Nkechi gazed at the paper in her hands with a mixture of joy and trepidation. For ages she had waited to see these words. It was exhilarating and yet terrifying. Two days after she missed her period she had bought a pregnancy test kit from a pharmacy near the market. Rex pharmacy was just down the street, but she hadn’t gone there. No. She had deliberately chosen a drug store where she was not known. Then she had waited until her husband left for work before she stole into the bathroom as though a camera watched her move to urinate into an empty Vaseline container that had been washed again and again. She dipped the strip into the urine and with her stopwatch proceeded to wait the recommended thirty seconds. Her heart raced with the passing seconds, but before she could collapse with anxiety, two lines appeared telling her she was pregnant. To be absolutely certain, she had gone to the hospital where blood was taken and after an hour she was given the paper she now had in her hands.
She took her time about making lunch. Thick egusi soup with cow leg, shaki, dry fish and stock fish just the way her husband liked it with pounded yam. Next she took her bath, put on a dress, and splashed a bit of perfume behind her ears.
He came in a little after 6:00 pm. “Something smells good,” he said with a grin. “And someone smells good, too,” he added as a whiff of perfume went to his nose when she gave him a hug.
“I’ve run your bath, why don’t you freshen up while I serve dinner?”
“Dinner smells good. I think I’ll just eat first,” he said, going straight to the table.
Nkechi served dinner on her best plates.
“What are we celebrating? he asked the moment his eyes fell on the tray.
“Why not eat first?”
“I can’t. Curiosity won’t allow me to enjoy the food. Come on, tell me.”
“Here,” she said as she dug out the laboratory report from her pocket. She held it out to him with a smile on her face.
“Is it mine?”
The question remained unanswered and her outstretched hand fell as a defeated look came to his face. He shifted back his chair and stood up.
“What?” she asked, drawing out the question. “We agreed.”
“No, we didn’t,” he said.
Nkechi stood up angrily. “We talked about this the day we came back from the hospital.”
“We talked about it and you suggested it but I never agreed.”
She frowned, confused now. “You didn’t agree initially, but when I pushed further, you agreed.”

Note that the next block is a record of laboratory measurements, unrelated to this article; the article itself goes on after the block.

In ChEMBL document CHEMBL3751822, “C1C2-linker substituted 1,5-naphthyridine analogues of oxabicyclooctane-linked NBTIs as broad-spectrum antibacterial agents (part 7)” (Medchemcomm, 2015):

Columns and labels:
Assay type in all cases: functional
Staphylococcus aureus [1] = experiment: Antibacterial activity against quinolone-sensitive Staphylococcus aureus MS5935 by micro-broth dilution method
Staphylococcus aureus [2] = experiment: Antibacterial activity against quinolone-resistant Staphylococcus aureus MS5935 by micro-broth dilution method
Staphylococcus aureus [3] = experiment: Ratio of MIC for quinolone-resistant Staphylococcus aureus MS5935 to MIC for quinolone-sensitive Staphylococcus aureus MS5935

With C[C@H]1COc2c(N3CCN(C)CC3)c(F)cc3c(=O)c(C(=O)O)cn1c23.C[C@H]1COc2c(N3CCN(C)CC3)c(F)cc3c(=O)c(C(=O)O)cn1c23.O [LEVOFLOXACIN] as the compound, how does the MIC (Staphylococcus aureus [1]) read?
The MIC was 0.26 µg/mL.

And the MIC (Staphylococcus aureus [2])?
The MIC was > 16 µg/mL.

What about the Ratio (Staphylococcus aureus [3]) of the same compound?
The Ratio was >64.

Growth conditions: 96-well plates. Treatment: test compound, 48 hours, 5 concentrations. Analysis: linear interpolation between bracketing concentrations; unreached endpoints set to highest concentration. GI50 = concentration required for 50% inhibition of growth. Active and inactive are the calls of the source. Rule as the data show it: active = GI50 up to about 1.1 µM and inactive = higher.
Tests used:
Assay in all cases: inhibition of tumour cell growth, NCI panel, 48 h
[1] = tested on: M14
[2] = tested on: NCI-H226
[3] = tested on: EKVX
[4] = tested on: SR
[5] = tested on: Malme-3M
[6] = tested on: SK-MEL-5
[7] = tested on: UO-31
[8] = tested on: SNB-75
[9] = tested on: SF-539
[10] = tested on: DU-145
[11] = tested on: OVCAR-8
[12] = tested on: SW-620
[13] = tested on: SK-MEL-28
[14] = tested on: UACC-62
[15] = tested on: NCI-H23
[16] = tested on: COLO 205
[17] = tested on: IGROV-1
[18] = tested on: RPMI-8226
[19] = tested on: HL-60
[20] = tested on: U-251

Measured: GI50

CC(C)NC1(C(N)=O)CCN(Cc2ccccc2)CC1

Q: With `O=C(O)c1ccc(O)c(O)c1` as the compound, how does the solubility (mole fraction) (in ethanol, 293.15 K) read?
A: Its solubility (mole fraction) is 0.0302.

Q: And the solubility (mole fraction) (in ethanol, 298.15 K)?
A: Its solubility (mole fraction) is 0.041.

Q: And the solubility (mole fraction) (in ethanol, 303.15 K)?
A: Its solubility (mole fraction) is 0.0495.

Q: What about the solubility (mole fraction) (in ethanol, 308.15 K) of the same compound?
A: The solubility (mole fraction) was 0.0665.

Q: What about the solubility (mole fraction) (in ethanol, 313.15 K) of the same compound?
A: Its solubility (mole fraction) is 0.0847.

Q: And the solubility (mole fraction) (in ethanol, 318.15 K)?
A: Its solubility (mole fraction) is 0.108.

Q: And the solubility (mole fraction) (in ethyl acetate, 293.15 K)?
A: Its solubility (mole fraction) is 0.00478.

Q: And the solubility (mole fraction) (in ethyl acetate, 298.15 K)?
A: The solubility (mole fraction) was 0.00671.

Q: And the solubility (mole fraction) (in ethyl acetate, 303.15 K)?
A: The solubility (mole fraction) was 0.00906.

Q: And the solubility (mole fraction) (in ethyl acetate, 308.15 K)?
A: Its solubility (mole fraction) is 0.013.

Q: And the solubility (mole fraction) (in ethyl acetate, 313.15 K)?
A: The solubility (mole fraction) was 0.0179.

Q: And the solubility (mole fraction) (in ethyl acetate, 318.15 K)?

“I never said yes.”
“You didn’t say no either.”
“And you thought my silence was a yes?”
“Then you should have known better,” he said, leaving the table.
Nkechi followed close to his heels. “You really expected me to stay childless because you can’t father a child? If the situation had been reversed, you would have married a second wife.”
“Then you don’t know me.”
“You can say that now.”
“Do you know how it feels for me to know you have been with another man. If you thought I agreed why didn’t you tell me when you found someone?”
“I wanted to spare you the pain.”
“Well, you failed,” he replied.
“Come on, Chima, this is the way of our people. Our people don’t approve of adoption.”
Chima turned back angrily, grasped her shoulders and shook her. “I am not our people, I am Chima.” He let go of her and stormed off into the bedroom.
Nkechi heard things falling and being kicked, but she remained where he had left her.
Finally, the bedroom went silent.
Nkechi walked softly into the bedroom. “Chima…,” she called to him quietly. He lay face down on the bed.
“Who was he?” he asked, raising his head from the pillow.
“He was nobody. Nobody you know. He is out of our lives.”
“He is not out of our lives if his baby lives inside you.”
“This could be our baby. It will only be his baby if you allow it.” She sat on the foot of the bed and gently touched his leg. “Please don’t make this worse than it is. It was nothing but business. He doesn’t matter.”
“You don’t understand.”
“I think I understand that it makes you feel less of a man.”
“And you made it worse by sneaking behind my back.”
“I thought you understood that I wanted this. I want to go through pregnancy and childbirth. If I can, why shouldn’t I? It could have been the other way round.”
“If it had been, I would never have gone behind your back.”
They sat like that for a long time. After a while he stood up and went to the wardrobe. She watched him bring out some of his clothes.
“What are you doing?” she asked. “Where are you going?”
He continued to go through his clothes.
“What are you going to tell people when they ask you?”
“I am merely moving into the guest room and don’t think for a second that if I wanted to move out the opinion of people would stop me.”
“You know all I did to get this pregnancy before having to do this,” she said.
Four years of trying for pregnancy had taken its toll on them, but Nkechi had borne the brunt of it. Orthodox and herbal drugs had been taken. Churches and prayer homes had been visited. Ritual baths and midnight incantations, fasting, and feasts. Someone only had to recommend a place, the next moment she would be there. It had gone on and on until now.
Chima stopped at the door, then left the room as Nkechi watched. There was still opportunity for him to turn him around, she thought, holding her hand to her abdomen.